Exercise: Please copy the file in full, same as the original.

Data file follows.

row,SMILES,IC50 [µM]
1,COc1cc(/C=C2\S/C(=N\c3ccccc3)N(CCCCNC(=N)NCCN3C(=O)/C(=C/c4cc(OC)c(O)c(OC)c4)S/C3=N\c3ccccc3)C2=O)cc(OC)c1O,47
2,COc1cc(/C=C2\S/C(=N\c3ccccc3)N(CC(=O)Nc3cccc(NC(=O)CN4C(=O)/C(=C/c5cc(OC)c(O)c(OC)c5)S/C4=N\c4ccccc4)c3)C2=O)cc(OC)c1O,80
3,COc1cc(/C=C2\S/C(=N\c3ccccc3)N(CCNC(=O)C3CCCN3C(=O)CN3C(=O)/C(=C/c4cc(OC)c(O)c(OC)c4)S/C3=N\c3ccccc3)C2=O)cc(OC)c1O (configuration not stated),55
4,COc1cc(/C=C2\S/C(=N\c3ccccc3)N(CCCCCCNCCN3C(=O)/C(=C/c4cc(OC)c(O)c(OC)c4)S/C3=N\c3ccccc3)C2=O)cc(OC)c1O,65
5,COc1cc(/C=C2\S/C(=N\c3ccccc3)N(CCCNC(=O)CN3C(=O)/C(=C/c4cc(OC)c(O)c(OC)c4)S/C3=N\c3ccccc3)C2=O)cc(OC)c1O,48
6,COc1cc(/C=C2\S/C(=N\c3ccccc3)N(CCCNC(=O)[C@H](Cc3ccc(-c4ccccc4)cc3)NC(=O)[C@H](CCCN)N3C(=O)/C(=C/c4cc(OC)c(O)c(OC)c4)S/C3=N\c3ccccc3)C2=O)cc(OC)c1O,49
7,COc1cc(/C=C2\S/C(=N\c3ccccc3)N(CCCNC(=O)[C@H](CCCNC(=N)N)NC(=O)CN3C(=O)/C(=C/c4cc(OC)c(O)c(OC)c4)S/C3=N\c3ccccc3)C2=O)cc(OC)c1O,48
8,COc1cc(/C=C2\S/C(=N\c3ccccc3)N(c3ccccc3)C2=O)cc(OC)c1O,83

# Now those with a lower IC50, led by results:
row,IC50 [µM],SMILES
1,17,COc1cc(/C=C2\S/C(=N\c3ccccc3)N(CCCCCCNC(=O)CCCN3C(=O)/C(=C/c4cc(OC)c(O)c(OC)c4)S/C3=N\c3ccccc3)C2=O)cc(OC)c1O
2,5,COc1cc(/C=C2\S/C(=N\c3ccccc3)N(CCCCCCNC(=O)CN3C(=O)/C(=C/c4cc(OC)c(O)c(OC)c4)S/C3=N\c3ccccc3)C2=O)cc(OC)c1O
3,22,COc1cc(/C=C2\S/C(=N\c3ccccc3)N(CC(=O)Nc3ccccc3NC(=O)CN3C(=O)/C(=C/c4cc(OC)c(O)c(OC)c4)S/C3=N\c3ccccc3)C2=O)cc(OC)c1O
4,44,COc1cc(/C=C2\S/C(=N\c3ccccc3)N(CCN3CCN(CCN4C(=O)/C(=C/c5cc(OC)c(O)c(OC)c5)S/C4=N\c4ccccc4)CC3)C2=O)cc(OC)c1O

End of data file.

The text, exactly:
row,SMILES,IC50 [µM]
1,COc1cc(/C=C2\S/C(=N\c3ccccc3)N(CCCCNC(=N)NCCN3C(=O)/C(=C/c4cc(OC)c(O)c(OC)c4)S/C3=N\c3ccccc3)C2=O)cc(OC)c1O,47
2,COc1cc(/C=C2\S/C(=N\c3ccccc3)N(CC(=O)Nc3cccc(NC(=O)CN4C(=O)/C(=C/c5cc(OC)c(O)c(OC)c5)S/C4=N\c4ccccc4)c3)C2=O)cc(OC)c1O,80
3,COc1cc(/C=C2\S/C(=N\c3ccccc3)N(CCNC(=O)C3CCCN3C(=O)CN3C(=O)/C(=C/c4cc(OC)c(O)c(OC)c4)S/C3=N\c3ccccc3)C2=O)cc(OC)c1O (configuration not stated),55
4,COc1cc(/C=C2\S/C(=N\c3ccccc3)N(CCCCCCNCCN3C(=O)/C(=C/c4cc(OC)c(O)c(OC)c4)S/C3=N\c3ccccc3)C2=O)cc(OC)c1O,65
5,COc1cc(/C=C2\S/C(=N\c3ccccc3)N(CCCNC(=O)CN3C(=O)/C(=C/c4cc(OC)c(O)c(OC)c4)S/C3=N\c3ccccc3)C2=O)cc(OC)c1O,48
6,COc1cc(/C=C2\S/C(=N\c3ccccc3)N(CCCNC(=O)[C@H](Cc3ccc(-c4ccccc4)cc3)NC(=O)[C@H](CCCN)N3C(=O)/C(=C/c4cc(OC)c(O)c(OC)c4)S/C3=N\c3ccccc3)C2=O)cc(OC)c1O,49
7,COc1cc(/C=C2\S/C(=N\c3ccccc3)N(CCCNC(=O)[C@H](CCCNC(=N)N)NC(=O)CN3C(=O)/C(=C/c4cc(OC)c(O)c(OC)c4)S/C3=N\c3ccccc3)C2=O)cc(OC)c1O,48
8,COc1cc(/C=C2\S/C(=N\c3ccccc3)N(c3ccccc3)C2=O)cc(OC)c1O,83

# Now those with a lower IC50, led by results:
row,IC50 [µM],SMILES
1,17,COc1cc(/C=C2\S/C(=N\c3ccccc3)N(CCCCCCNC(=O)CCCN3C(=O)/C(=C/c4cc(OC)c(O)c(OC)c4)S/C3=N\c3ccccc3)C2=O)cc(OC)c1O
2,5,COc1cc(/C=C2\S/C(=N\c3ccccc3)N(CCCCCCNC(=O)CN3C(=O)/C(=C/c4cc(OC)c(O)c(OC)c4)S/C3=N\c3ccccc3)C2=O)cc(OC)c1O
3,22,COc1cc(/C=C2\S/C(=N\c3ccccc3)N(CC(=O)Nc3ccccc3NC(=O)CN3C(=O)/C(=C/c4cc(OC)c(O)c(OC)c4)S/C3=N\c3ccccc3)C2=O)cc(OC)c1O
4,44,COc1cc(/C=C2\S/C(=N\c3ccccc3)N(CCN3CCN(CCN4C(=O)/C(=C/c5cc(OC)c(O)c(OC)c5)S/C4=N\c4ccccc4)CC3)C2=O)cc(OC)c1O